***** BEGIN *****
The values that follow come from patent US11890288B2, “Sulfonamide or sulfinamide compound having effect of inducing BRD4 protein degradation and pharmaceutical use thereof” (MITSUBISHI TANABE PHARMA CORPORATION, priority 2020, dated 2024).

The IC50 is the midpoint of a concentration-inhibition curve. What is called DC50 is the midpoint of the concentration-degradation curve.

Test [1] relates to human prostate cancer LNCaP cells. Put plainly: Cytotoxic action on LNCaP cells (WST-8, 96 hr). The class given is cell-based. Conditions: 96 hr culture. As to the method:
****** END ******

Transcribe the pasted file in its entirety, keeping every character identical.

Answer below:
The values that follow come from patent US11890288B2, “Sulfonamide or sulfinamide compound having effect of inducing BRD4 protein degradation and pharmaceutical use thereof” (MITSUBISHI TANABE PHARMA CORPORATION, priority 2020, dated 2024).

The IC50 is the midpoint of a concentration-inhibition curve. What is called DC50 is the midpoint of the concentration-degradation curve.

Test [1] relates to human prostate cancer LNCaP cells. Put plainly: Cytotoxic action on LNCaP cells (WST-8, 96 hr). The class given is cell-based. Conditions: 96 hr culture. As to the method: